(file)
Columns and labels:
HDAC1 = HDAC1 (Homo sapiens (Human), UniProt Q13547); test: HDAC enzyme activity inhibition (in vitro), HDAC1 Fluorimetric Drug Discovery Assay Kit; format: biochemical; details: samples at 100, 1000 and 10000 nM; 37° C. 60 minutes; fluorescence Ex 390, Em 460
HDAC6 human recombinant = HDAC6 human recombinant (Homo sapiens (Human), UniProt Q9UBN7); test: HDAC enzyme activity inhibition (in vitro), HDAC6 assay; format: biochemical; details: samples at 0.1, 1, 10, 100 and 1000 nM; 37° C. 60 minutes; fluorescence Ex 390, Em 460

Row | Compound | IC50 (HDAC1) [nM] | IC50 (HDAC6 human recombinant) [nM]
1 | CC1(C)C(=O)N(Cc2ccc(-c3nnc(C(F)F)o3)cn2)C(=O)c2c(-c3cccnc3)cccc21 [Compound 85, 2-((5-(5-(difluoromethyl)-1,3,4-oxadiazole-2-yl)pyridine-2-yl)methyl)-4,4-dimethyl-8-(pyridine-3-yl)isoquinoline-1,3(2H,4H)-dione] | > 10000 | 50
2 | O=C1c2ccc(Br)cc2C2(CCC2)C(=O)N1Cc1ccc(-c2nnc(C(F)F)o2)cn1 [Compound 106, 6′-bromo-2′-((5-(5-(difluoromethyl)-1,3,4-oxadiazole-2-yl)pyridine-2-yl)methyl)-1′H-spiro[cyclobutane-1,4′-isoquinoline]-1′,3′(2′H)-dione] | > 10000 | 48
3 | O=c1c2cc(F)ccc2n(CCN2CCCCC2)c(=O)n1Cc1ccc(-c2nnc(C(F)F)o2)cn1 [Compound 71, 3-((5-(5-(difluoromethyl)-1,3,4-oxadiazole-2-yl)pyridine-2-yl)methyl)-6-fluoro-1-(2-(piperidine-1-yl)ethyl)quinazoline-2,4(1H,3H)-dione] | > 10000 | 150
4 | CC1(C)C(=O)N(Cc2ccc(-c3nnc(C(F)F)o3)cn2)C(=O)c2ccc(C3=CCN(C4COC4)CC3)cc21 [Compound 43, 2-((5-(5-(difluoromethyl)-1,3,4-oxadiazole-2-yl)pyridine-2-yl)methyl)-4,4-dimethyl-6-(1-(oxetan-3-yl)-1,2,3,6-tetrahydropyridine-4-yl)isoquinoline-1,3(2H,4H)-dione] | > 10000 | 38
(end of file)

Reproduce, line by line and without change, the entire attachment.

Columns and labels:
HDAC1 = HDAC1 (Homo sapiens (Human), UniProt Q13547); test: HDAC enzyme activity inhibition (in vitro), HDAC1 Fluorimetric Drug Discovery Assay Kit; format: biochemical; details: samples at 100, 1000 and 10000 nM; 37° C. 60 minutes; fluorescence Ex 390, Em 460
HDAC6 human recombinant = HDAC6 human recombinant (Homo sapiens (Human), UniProt Q9UBN7); test: HDAC enzyme activity inhibition (in vitro), HDAC6 assay; format: biochemical; details: samples at 0.1, 1, 10, 100 and 1000 nM; 37° C. 60 minutes; fluorescence Ex 390, Em 460

Row | Compound | IC50 (HDAC1) [nM] | IC50 (HDAC6 human recombinant) [nM]
1 | CC1(C)C(=O)N(Cc2ccc(-c3nnc(C(F)F)o3)cn2)C(=O)c2c(-c3cccnc3)cccc21 [Compound 85, 2-((5-(5-(difluoromethyl)-1,3,4-oxadiazole-2-yl)pyridine-2-yl)methyl)-4,4-dimethyl-8-(pyridine-3-yl)isoquinoline-1,3(2H,4H)-dione] | > 10000 | 50
2 | O=C1c2ccc(Br)cc2C2(CCC2)C(=O)N1Cc1ccc(-c2nnc(C(F)F)o2)cn1 [Compound 106, 6′-bromo-2′-((5-(5-(difluoromethyl)-1,3,4-oxadiazole-2-yl)pyridine-2-yl)methyl)-1′H-spiro[cyclobutane-1,4′-isoquinoline]-1′,3′(2′H)-dione] | > 10000 | 48
3 | O=c1c2cc(F)ccc2n(CCN2CCCCC2)c(=O)n1Cc1ccc(-c2nnc(C(F)F)o2)cn1 [Compound 71, 3-((5-(5-(difluoromethyl)-1,3,4-oxadiazole-2-yl)pyridine-2-yl)methyl)-6-fluoro-1-(2-(piperidine-1-yl)ethyl)quinazoline-2,4(1H,3H)-dione] | > 10000 | 150
4 | CC1(C)C(=O)N(Cc2ccc(-c3nnc(C(F)F)o3)cn2)C(=O)c2ccc(C3=CCN(C4COC4)CC3)cc21 [Compound 43, 2-((5-(5-(difluoromethyl)-1,3,4-oxadiazole-2-yl)pyridine-2-yl)methyl)-4,4-dimethyl-6-(1-(oxetan-3-yl)-1,2,3,6-tetrahydropyridine-4-yl)isoquinoline-1,3(2H,4H)-dione] | > 10000 | 38